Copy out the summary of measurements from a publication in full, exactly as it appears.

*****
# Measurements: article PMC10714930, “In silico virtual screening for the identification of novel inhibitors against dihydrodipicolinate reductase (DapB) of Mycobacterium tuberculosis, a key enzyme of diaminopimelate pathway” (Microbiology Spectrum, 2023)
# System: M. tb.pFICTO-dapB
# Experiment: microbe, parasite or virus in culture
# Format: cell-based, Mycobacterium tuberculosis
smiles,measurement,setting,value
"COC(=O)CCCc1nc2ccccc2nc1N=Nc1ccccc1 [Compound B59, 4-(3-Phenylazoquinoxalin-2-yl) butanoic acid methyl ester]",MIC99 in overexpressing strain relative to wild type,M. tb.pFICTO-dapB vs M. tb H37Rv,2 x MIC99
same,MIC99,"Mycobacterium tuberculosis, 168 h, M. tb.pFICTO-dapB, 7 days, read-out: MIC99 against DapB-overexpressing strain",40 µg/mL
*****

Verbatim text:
# Measurements: article PMC10714930, “In silico virtual screening for the identification of novel inhibitors against dihydrodipicolinate reductase (DapB) of Mycobacterium tuberculosis, a key enzyme of diaminopimelate pathway” (Microbiology Spectrum, 2023)
# System: M. tb.pFICTO-dapB
# Experiment: microbe, parasite or virus in culture
# Format: cell-based, Mycobacterium tuberculosis
smiles,measurement,setting,value
"COC(=O)CCCc1nc2ccccc2nc1N=Nc1ccccc1 [Compound B59, 4-(3-Phenylazoquinoxalin-2-yl) butanoic acid methyl ester]",MIC99 in overexpressing strain relative to wild type,M. tb.pFICTO-dapB vs M. tb H37Rv,2 x MIC99
same,MIC99,"Mycobacterium tuberculosis, 168 h, M. tb.pFICTO-dapB, 7 days, read-out: MIC99 against DapB-overexpressing strain",40 µg/mL